Contrast agent electrostatic attraction rather than repulsion to glycosaminoglycans affords a greater contrast uptake ratio and improved quantitative CT imaging in cartilage

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Abstract

Purpose: The purpose of this study is to evaluate the effect of contrast agent charge on the contrast agent uptake ratio (CUR) in cartilage and to image the naturally occurring variations in glycosaminoglycan (GAG) content present in bovine articular cartilage. Methods: In an ex vivo bovine osteochondral plug model, we utilized three charged contrast agents (Gadopentetate/Magnevist [-2], Ioxaglate/Hexabrix [-1], and CA4+ [+4]) and μCT to image cartilage. The X-ray attenuation of the cartilage tissue after equilibration in each contrast agent was also related to the initial X-ray attenuation of each contrast agent in solution to compute the uptake of the respective contrast agent (i.e., the CUR). Results: Use of the cationic contrast agent resulted in significantly higher equilibrium X-ray attenuations in cartilage ECM than either of the anionic contrast agents (Gadopentetate [-2] and Ioxaglate [-1]). The CUR (Mean±SD) as computed in this study was 2.38 (±0.26) for the cationic contrast agent indicating a 2.38 fold increase in computed tomography (CT) attenuation of the cartilage. For the anionic contrast agents, the CUR was 0.62 (±0.26) for Ioxaglate [-1] and 0.52 (±0.17) for Gadopentetate [-2], indicating exclusion of 38% Ioxaglate and 48% Gadopentetate from the cartilage extracellular matrix. The cationic contrast agent exhibited significant correlations between CT attenuation and GAG content whereas Ioxaglate and Gadopentetate did not (R 2=0.83 for CA4+, R 2=0.20 for Ioxaglate, and R 2=0.22 for Gadopentetate). Conclusion: Electrostatic attraction of CA4+ allowed effective imaging of the GAG components of articular cartilage at 50% lower molar concentration than Ioxaglate and 20-fold lower molar concentration than Gadopentetate. The CA4+ contrast agent exhibited a significant correlation between CT attenuation and GAG content in ex vivo bovine osteochondral plugs. © 2011 Osteoarthritis Research Society International.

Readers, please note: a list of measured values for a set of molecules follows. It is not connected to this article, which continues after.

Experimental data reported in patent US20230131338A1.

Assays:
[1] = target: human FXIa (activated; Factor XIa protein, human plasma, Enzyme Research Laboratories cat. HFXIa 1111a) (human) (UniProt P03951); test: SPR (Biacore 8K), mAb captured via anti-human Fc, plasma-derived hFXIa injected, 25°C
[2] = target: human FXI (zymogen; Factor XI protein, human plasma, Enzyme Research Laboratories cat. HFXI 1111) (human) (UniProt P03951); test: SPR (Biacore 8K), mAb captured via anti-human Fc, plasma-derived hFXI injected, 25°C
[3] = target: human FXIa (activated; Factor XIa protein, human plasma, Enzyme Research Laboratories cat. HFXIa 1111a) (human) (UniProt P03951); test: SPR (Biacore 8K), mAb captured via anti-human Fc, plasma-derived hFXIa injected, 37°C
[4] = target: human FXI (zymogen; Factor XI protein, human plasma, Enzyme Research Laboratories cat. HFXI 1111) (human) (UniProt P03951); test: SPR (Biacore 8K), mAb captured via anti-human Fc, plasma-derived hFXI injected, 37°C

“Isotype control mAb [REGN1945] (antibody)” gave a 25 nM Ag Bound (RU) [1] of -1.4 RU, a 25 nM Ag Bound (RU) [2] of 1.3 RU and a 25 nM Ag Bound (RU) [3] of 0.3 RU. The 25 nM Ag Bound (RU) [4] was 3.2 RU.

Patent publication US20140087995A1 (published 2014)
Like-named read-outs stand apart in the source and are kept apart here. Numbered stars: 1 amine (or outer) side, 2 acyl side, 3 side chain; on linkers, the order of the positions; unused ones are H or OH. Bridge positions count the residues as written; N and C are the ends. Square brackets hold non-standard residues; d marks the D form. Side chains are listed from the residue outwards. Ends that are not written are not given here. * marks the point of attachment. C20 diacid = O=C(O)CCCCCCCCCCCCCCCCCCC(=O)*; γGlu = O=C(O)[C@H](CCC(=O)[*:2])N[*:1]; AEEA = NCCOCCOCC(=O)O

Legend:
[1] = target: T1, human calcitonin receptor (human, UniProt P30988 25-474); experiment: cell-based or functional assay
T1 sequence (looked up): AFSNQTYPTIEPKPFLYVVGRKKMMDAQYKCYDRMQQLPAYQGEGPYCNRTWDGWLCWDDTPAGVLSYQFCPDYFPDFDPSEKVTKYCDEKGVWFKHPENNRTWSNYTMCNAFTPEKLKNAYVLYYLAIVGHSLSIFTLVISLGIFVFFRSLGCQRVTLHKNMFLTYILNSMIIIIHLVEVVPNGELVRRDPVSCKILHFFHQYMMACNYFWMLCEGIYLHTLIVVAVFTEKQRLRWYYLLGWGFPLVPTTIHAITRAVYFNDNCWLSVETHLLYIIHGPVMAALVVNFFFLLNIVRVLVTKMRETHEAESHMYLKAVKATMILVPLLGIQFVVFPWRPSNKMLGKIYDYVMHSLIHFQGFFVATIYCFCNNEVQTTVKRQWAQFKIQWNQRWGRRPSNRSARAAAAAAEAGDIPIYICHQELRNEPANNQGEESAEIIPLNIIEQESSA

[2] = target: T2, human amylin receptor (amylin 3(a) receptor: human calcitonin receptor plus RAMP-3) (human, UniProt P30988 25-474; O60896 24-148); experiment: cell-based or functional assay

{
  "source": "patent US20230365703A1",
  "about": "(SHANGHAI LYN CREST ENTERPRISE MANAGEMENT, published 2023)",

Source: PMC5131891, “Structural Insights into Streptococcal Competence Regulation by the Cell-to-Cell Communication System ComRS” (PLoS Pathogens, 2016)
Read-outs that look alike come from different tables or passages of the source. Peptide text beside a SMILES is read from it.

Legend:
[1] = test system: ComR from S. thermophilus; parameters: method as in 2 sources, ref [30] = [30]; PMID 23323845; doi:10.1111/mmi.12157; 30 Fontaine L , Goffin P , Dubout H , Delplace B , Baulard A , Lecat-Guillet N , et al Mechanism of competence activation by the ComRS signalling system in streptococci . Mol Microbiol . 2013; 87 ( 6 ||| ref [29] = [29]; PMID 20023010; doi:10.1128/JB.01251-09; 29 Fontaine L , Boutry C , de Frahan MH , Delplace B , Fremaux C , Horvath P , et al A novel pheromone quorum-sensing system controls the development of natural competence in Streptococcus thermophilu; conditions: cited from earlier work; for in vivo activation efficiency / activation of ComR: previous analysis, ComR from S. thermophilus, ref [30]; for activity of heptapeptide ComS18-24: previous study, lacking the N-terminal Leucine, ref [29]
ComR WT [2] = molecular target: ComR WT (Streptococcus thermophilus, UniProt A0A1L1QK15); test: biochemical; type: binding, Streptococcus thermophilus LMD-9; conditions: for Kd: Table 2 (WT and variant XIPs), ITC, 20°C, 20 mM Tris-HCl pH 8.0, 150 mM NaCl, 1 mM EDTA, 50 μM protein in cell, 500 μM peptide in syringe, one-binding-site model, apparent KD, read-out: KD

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Bansal, P. N., Stewart, R. C., Entezari, V., Snyder, B. D., & Grinstaff, M. W. (2011). Contrast agent electrostatic attraction rather than repulsion to glycosaminoglycans affords a greater contrast uptake ratio and improved quantitative CT imaging in cartilage. Osteoarthritis and Cartilage, 19(8), 970–976. https://doi.org/10.1016/j.joca.2011.04.004

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